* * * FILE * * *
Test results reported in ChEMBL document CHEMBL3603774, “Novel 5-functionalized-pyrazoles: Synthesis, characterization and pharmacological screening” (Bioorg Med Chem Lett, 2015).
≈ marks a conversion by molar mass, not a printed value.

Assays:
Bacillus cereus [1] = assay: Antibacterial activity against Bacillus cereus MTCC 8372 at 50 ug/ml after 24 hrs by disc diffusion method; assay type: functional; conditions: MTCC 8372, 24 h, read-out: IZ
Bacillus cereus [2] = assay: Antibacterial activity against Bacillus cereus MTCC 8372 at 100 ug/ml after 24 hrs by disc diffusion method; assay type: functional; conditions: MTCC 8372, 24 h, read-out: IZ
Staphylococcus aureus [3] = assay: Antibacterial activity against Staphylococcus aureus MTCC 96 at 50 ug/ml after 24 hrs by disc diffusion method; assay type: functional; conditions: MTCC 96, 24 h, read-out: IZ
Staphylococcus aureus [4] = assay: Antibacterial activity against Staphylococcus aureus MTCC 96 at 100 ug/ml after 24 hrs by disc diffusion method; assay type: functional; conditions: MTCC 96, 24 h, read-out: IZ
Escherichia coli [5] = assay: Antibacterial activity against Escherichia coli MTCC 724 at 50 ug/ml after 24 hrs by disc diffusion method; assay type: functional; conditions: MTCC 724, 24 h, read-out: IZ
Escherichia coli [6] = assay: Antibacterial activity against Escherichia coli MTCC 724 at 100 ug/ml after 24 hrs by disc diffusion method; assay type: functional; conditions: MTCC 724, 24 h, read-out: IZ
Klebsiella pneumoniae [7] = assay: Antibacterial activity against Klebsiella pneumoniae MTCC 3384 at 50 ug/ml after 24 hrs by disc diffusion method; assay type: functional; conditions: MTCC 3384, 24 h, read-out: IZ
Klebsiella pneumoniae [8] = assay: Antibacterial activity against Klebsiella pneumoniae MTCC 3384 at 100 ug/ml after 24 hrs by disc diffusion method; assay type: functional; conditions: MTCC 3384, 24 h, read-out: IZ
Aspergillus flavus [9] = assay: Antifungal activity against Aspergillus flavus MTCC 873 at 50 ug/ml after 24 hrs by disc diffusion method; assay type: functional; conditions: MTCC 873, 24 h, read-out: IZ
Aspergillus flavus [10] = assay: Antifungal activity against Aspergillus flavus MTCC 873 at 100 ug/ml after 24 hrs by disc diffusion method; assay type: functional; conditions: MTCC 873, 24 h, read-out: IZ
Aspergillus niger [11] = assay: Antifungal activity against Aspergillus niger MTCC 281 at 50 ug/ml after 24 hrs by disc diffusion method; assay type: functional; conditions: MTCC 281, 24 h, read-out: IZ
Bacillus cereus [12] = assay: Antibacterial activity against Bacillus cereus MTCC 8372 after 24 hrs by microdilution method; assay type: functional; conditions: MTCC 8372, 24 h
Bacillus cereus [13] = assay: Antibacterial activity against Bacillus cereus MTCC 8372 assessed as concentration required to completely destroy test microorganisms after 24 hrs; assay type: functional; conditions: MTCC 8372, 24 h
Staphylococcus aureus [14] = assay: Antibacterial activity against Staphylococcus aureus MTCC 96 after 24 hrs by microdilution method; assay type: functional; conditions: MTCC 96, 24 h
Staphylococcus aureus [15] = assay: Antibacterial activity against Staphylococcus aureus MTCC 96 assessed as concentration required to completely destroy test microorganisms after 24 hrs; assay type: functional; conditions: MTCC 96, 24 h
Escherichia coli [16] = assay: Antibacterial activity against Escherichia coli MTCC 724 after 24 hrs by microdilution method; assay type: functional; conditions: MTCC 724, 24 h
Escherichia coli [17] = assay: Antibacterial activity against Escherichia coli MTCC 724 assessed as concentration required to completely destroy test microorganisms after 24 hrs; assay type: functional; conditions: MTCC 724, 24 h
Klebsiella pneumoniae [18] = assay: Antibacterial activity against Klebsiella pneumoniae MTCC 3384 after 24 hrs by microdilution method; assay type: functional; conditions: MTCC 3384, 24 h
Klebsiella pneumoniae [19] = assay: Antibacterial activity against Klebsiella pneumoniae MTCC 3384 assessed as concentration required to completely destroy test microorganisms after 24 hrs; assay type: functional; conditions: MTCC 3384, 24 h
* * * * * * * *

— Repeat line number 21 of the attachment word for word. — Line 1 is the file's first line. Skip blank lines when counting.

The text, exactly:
Klebsiella pneumoniae [18] = assay: Antibacterial activity against Klebsiella pneumoniae MTCC 3384 after 24 hrs by microdilution method; assay type: functional; conditions: MTCC 3384, 24 h